Teach English in Romania
Teaching English in Romania can be a rewarding experience, no matter where you want to live in Romania. I taught English while living in Mangalia, a seaside town, and Bucharest, the capital city. The first thing you need to decide is whether or not you want to teach English remotely while living in Romania or whether or not you want to teach English to Romanians in person.
Teach English online while living in Romania
Personally, I suggest the former: living in Romania and teaching online.
Romanians still earn the lei. They don’t have lots of money to spend on English lessons. So, you’re more likely to make a stable income from teaching online to students with higher average incomes. For example, Romanians living abroad and earning the Euro or the dollar. Make globalism work for you.
Romania’s Digital Nomad Visa
Romania has been offering a digital nomad visa to workers since December 2021. The visa gives you permission to stay in the country for up to 9 months and over.
While I was living in Bucharest, I became close to a lovely couple who both worked for online English companies. They taught for VIPKid at the time (back before the new Chinese regulations gutted the industry) and itutorgroup. I visited their lovely apartment right across from magazinul Unirea and felt these teachers were living the dream. Combined, they probably earned 2K a month (1K each, I would guess) and that is a lot in Romania.
Living in Romania
I was earning 1.5K in Bucharest and my dentist told me she earned less than me in her private practice. So, you can absolutely live a great life teaching English online while living in Bucharest.
Check out Reddit to read more comments from digital nomads living in Romania right now. Brasov is quite popular with digital nomad workers because the region is so beautiful, cheap, and has very fast and reliable internet
The internet is excellent across Romania, making it a very good option for remote work of all kinds. I had a satellite in Maangaaalia by the sea, and I used DIGI when I was in Bucharest. Vodafone hot-spotting worked fine as a backup, too.
Teach English in Romania locally
Romania is a country that is rich in history and culture, and there is a high demand for English teachers in Romania. Most educated Romanians speak excellent English and are always looking to improve.
So, the remainder of this post is about teaching English to Romanians locally. Language schools, private institutions, and public schools are all potential employers. Private tutoring is also an option, particularly in larger cities such as Bucharest and Constanta.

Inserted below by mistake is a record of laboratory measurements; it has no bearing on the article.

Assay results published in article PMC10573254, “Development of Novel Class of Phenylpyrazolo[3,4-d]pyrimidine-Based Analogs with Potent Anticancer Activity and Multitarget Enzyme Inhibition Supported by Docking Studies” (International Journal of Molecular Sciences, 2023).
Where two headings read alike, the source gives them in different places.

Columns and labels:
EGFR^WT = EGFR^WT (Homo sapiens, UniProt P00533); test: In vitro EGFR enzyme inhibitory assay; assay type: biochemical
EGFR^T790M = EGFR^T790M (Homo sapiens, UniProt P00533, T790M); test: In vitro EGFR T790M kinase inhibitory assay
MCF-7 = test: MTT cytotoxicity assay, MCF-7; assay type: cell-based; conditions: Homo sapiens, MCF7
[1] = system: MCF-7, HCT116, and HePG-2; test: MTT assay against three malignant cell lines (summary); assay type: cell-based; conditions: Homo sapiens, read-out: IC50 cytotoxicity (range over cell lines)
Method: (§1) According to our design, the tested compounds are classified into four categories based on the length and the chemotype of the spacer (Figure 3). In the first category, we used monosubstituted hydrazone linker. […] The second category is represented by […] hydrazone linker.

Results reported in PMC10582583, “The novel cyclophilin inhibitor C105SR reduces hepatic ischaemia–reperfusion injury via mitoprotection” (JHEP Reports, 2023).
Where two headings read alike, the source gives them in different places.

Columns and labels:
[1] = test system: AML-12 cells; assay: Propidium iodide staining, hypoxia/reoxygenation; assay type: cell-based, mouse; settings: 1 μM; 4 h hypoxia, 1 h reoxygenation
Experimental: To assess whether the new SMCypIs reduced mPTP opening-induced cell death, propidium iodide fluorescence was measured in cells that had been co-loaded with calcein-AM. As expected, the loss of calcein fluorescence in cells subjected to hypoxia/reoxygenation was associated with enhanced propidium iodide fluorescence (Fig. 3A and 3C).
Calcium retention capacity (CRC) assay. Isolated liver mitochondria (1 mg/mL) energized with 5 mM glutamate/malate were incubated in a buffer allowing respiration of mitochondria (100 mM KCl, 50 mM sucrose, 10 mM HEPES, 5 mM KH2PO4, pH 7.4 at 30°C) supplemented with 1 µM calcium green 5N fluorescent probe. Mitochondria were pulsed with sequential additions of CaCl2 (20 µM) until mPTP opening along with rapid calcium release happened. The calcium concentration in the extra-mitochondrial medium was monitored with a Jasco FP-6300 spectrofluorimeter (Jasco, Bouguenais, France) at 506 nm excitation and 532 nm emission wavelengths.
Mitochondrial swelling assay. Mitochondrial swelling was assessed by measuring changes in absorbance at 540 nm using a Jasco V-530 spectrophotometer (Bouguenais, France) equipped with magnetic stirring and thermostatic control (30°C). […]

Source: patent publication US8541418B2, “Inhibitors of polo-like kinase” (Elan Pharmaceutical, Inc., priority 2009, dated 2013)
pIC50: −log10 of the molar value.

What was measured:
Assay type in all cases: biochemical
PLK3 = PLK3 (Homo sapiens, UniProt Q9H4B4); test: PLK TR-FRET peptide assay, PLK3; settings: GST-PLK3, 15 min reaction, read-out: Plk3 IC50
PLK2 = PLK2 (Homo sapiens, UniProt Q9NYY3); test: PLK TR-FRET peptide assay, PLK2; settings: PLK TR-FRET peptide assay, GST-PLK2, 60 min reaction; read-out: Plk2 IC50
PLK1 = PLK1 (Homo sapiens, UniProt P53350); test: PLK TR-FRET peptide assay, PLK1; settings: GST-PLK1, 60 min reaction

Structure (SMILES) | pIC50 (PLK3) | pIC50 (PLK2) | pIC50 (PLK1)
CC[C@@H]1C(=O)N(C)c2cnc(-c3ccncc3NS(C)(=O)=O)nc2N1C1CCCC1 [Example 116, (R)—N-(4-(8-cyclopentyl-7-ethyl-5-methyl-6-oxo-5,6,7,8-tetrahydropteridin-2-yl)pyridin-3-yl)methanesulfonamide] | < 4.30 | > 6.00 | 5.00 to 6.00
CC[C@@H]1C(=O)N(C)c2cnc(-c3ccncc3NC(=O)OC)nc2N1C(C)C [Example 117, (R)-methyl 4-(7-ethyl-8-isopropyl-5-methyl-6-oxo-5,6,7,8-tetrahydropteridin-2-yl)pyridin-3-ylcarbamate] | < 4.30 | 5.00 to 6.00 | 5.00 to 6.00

That means, in schools or building a private tutoring business in person. It is actually quite difficult to get employed at a private school to teach English in Romania. British high schools in Romania hire English teachers, but they don’t pay much more than online English companies, to be honest.
Qualifications and Requirements
In order to teach English in a Romanian school, you will need to have a bachelor’s degree and a TEFL (Teaching English as a Foreign Language) certification.
Some schools may require a CELTA (Certificate in Teaching English to Speakers of Other Languages) certification.
Additionally, having a background in education or teaching experience can be beneficial, but it is not always required.
Finally, note that some schools may require you to have a work permit or a visa before they will hire you.
Working Conditions at Romanian Schools
The working conditions for English teachers in Romania can vary depending on the school or institution.
The cost of living in Romania is generally lower than in many other European countries. This means your salary will be lower, but you will still be able to live comfortably.
Culture and Lifestyle
From the ancient architecture of Transylvania to the vibrant nightlife of Bucharest, there is always something new to discover in Romania. Also, Romanians are generally friendly and welcoming to foreigners.
In terms of lifestyle, Romania offers a mix of urban and rural environments. The country is also known for its beautiful natural landscapes, including the Carpathian Mountains and the Danube Delta. The beach, by Vama Veche, can be really fun. It used to be a hippy paradise with nude beaches but is more of a mall culture party town, now. Either way, it is still fun.
Fun Things to Do
In Bucharest, my daughter and I spent a lot of time paddle boating by the local parks or ice skating on the same lakes in the winter. The 4 lei (roughly one dollar) hot wine in plastic cups they were selling around the ice-skating lake was definitely my favorite part, while my daughter enjoyed all the cotton candy and popcorn. We went on mountain van life tours (and I taught English from our van), and we camped at the beach. I didn’t enjoy the nightlife party scene too much, but it is definitely there.
In conclusion, teaching English in Romania can be a very rewarding experience. I know because I’ve done it. So, whether or not you are teaching online or teaching ESL in person, Romania is an excellent destination for English teachers. If you have a passion for teaching and a desire to explore a new culture, give Romania a whirl.
I wrote a bunch of posts about living in Romania, so you might want to look at them for a better view of life in Eastern Europe before you go, too.